We cannot face Putin alone
Vladimir Putin has delivered a wake-up call to the United States and its European allies, reminding us collectively of a number of truths: hard power matters. Borders can be changed by force. Attempts to erase nations have not been relegated to the past. And conflict and competition will define the international landscape for the foreseeable future. If we want to deter the former and shape the latter, we need partners.
While Russia’s invasion and its atrocities have pushed back much of the Western world, many countries in the Middle East, Africa and Latin America remain on the sidelines. Moreover, Putin retains the support of China and countries like Iran, which have no interest in accepting the norms that the West says should guide international behavior.
Even as Putin continues his war against Ukraine, the United States must start thinking about forming coalitions for the post-war period. When Putin decides to conclude this war, we cannot go back to our usual activities.
Mobilizing the democracies of Europe and Asia is only the beginning. President Joe Biden often talks about being at an inflection point in the struggle between democracy and autocracy. But if we divide the world along these lines alone, we exclude many nations that we need to be part of any global coalition capable of countering the efforts of Russia and China to impose their rules on the international system. We cannot afford to forget those nations which may not be democracies but which are also not revisionist states. In the fight against these powers determined to create a new normal in which might does good, we must be able to join with those who add to our influence and assets.
Consider the Middle East. Because Biden understood the importance of depriving Putin of the ability to finance his war, he had to find alternatives to Russian oil, not only to meet the needs of Europeans, but also to try to minimize exploding energy costs. Efforts by the administration to get Saudi Arabia, the only country with significant spare production capacity, to pump more oil have failed. A number of factors may have caused the Saudis to say no, but as a senior Saudi official told me recently: “You in America are quick to ask us to respond when you want something and don’t respond. not when we call you. (He spoke on condition of anonymity, in order to offer a candid assessment of the situation.) He went on to say that in the past, the Saudis have tried to accommodate our demands because they considered the United States as “a reliable friend” when their safety was threatened. After being repeatedly hit by the Houthis and their Iranian supplied drones, cruise missiles and rockets, and seeing us wavering in the region and our responses, they no longer feel that.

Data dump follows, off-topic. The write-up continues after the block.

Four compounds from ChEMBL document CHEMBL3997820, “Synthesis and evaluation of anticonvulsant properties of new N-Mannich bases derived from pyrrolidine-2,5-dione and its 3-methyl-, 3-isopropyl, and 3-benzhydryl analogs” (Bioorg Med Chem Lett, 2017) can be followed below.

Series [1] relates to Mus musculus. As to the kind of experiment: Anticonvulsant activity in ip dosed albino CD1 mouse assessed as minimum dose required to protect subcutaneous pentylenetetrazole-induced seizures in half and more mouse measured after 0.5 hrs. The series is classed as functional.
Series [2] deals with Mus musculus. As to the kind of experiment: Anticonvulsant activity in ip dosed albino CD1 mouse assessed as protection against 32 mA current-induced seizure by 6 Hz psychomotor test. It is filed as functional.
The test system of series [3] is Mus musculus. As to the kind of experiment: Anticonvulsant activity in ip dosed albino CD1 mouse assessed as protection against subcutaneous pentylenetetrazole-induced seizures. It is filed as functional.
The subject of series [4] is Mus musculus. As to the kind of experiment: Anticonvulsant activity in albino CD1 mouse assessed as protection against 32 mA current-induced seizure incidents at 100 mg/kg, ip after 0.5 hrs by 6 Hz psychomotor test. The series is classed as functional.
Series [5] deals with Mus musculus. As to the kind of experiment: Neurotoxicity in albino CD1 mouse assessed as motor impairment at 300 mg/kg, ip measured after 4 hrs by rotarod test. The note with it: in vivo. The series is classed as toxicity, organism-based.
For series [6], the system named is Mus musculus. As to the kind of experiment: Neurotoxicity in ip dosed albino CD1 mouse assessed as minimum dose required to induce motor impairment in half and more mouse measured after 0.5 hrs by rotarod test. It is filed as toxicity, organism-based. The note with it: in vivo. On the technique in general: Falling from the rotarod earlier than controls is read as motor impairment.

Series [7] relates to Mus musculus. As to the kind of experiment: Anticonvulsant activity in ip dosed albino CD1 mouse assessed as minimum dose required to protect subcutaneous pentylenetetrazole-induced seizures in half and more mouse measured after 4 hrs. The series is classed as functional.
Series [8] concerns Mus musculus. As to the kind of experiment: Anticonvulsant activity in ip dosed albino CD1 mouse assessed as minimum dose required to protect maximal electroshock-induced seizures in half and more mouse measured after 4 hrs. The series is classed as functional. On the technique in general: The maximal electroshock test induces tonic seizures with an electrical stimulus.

From an American perspective, other factors have come into play here. The murder of journalist Jamal Khashoggi; Donald Trump’s willingness to give the Saudis a free pass for his murder; other human rights abuses and the way the Saudis continued their war in Yemen, all understandably generated bipartisan criticism of the kingdom and led to the Biden administration’s decision to ‘recalibrate’ US relations with Saudi Arabia. But Putin’s war has brought the reality of our needs back into focus. And the reality is that Saudi Arabia is strategically important in competing with Russia and China.
Saudi oil is needed now and for the next two decades as the world manages the transition from fossil fuels to renewable energy. Saudi Arabia is one of those states in the Middle East that are trying to build modernizing and resilient societies, and face an Iran that seeks to perpetuate the region’s conflicts in order to exploit them. Tehran’s support for Russia is no accident. Iran is a revisionist power, seeking to dominate the Middle East, offering a path of imposed austerity in the name of a narrow and intolerant ideology of resistance. What Iranians call “the axis of resistance” is actually an axis of misery; Iran’s main exports are drones, missiles, militias and failed or failing states. (Lebanon, Syria, Yemen and Iraq testify to what awaits the states where Iran exerts its influence.)
Perpetuating a Middle East shaped by conflict may serve Russian and Iranian interests, but it does not serve ours. Fortunately, a growing coalition that includes Saudis, Emiratis, Egyptians, Jordanians, Moroccans, Bahrainis and Israelis is already cooperating to counter Iranian plans for the region. U.S. Central Command provides both a mechanism to meet their security needs and an umbrella under which they can integrate their intelligence, counterterrorism, early warning, cyber, and missile defense activities. and drones, making them collectively safer than they would be alone. . The more we encourage the kind of economic and trade cooperation that Israel and the United Arab Emirates are currently establishing, the more we will create a solid basis for regional peace, and the more we will foster a solid coalition supporting the rules of the game that we seek internationally. .
Does this mean that we should let go of our concerns about human rights and move away from our values? No, but it means we will do what we have always done: weigh our priorities and try to balance values and interests. We must prevent Putin’s rules – whereby stronger states dictate to their weaker neighbors, and civilian populations are the prime target – from defining our collective international future. We must build a broad coalition of states that share this goal, a goal that reflects our values, not just our interests.